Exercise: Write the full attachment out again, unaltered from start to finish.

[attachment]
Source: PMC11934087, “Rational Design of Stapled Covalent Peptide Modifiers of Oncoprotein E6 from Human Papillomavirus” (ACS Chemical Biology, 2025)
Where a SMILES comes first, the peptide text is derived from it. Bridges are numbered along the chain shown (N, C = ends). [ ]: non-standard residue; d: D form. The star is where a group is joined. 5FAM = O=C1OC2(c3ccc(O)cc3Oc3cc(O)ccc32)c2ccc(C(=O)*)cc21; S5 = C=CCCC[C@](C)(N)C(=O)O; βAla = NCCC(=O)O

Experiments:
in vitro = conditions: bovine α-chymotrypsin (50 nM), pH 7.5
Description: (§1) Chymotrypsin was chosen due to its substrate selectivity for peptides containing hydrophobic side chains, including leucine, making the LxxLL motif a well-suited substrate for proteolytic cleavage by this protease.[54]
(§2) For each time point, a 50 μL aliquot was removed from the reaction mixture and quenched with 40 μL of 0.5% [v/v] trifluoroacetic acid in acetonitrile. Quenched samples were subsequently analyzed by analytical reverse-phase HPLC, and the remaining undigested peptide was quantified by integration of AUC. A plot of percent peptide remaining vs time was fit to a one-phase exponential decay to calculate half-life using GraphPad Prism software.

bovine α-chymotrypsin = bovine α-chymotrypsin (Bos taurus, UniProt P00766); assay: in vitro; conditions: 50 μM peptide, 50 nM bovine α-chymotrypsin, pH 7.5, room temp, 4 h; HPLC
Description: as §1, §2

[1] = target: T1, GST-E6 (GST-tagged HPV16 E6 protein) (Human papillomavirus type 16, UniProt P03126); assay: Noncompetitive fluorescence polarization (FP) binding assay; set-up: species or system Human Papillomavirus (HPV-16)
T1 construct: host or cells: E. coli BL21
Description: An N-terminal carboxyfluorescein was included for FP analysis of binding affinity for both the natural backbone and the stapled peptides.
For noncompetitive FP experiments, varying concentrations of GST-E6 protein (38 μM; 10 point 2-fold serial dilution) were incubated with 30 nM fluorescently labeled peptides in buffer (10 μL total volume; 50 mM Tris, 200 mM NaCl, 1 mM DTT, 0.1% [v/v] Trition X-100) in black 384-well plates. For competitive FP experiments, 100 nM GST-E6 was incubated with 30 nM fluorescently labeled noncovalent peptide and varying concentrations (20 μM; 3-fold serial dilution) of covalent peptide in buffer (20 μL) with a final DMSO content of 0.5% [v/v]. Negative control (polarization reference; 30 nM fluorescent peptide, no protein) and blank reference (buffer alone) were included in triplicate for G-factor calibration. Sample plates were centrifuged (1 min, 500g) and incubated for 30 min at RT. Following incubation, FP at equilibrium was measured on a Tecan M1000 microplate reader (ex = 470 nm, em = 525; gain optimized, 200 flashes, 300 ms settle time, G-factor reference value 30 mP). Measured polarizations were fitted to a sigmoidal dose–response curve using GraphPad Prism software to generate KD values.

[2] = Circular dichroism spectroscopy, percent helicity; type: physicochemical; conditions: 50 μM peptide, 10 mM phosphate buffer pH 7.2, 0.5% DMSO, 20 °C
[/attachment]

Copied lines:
Source: PMC11934087, “Rational Design of Stapled Covalent Peptide Modifiers of Oncoprotein E6 from Human Papillomavirus” (ACS Chemical Biology, 2025)
Where a SMILES comes first, the peptide text is derived from it. Bridges are numbered along the chain shown (N, C = ends). [ ]: non-standard residue; d: D form. The star is where a group is joined. 5FAM = O=C1OC2(c3ccc(O)cc3Oc3cc(O)ccc32)c2ccc(C(=O)*)cc21; S5 = C=CCCC[C@](C)(N)C(=O)O; βAla = NCCC(=O)O

Experiments:
in vitro = conditions: bovine α-chymotrypsin (50 nM), pH 7.5
Description: (§1) Chymotrypsin was chosen due to its substrate selectivity for peptides containing hydrophobic side chains, including leucine, making the LxxLL motif a well-suited substrate for proteolytic cleavage by this protease.[54]
(§2) For each time point, a 50 μL aliquot was removed from the reaction mixture and quenched with 40 μL of 0.5% [v/v] trifluoroacetic acid in acetonitrile. Quenched samples were subsequently analyzed by analytical reverse-phase HPLC, and the remaining undigested peptide was quantified by integration of AUC. A plot of percent peptide remaining vs time was fit to a one-phase exponential decay to calculate half-life using GraphPad Prism software.

bovine α-chymotrypsin = bovine α-chymotrypsin (Bos taurus, UniProt P00766); assay: in vitro; conditions: 50 μM peptide, 50 nM bovine α-chymotrypsin, pH 7.5, room temp, 4 h; HPLC
Description: as §1, §2

[1] = target: T1, GST-E6 (GST-tagged HPV16 E6 protein) (Human papillomavirus type 16, UniProt P03126); assay: Noncompetitive fluorescence polarization (FP) binding assay; set-up: species or system Human Papillomavirus (HPV-16)
T1 construct: host or cells: E. coli BL21
Description: An N-terminal carboxyfluorescein was included for FP analysis of binding affinity for both the natural backbone and the stapled peptides.
For noncompetitive FP experiments, varying concentrations of GST-E6 protein (38 μM; 10 point 2-fold serial dilution) were incubated with 30 nM fluorescently labeled peptides in buffer (10 μL total volume; 50 mM Tris, 200 mM NaCl, 1 mM DTT, 0.1% [v/v] Trition X-100) in black 384-well plates. For competitive FP experiments, 100 nM GST-E6 was incubated with 30 nM fluorescently labeled noncovalent peptide and varying concentrations (20 μM; 3-fold serial dilution) of covalent peptide in buffer (20 μL) with a final DMSO content of 0.5% [v/v]. Negative control (polarization reference; 30 nM fluorescent peptide, no protein) and blank reference (buffer alone) were included in triplicate for G-factor calibration. Sample plates were centrifuged (1 min, 500g) and incubated for 30 min at RT. Following incubation, FP at equilibrium was measured on a Tecan M1000 microplate reader (ex = 470 nm, em = 525; gain optimized, 200 flashes, 300 ms settle time, G-factor reference value 30 mP). Measured polarizations were fitted to a sigmoidal dose–response curve using GraphPad Prism software to generate KD values.

[2] = Circular dichroism spectroscopy, percent helicity; type: physicochemical; conditions: 50 μM peptide, 10 mM phosphate buffer pH 7.2, 0.5% DMSO, 20 °C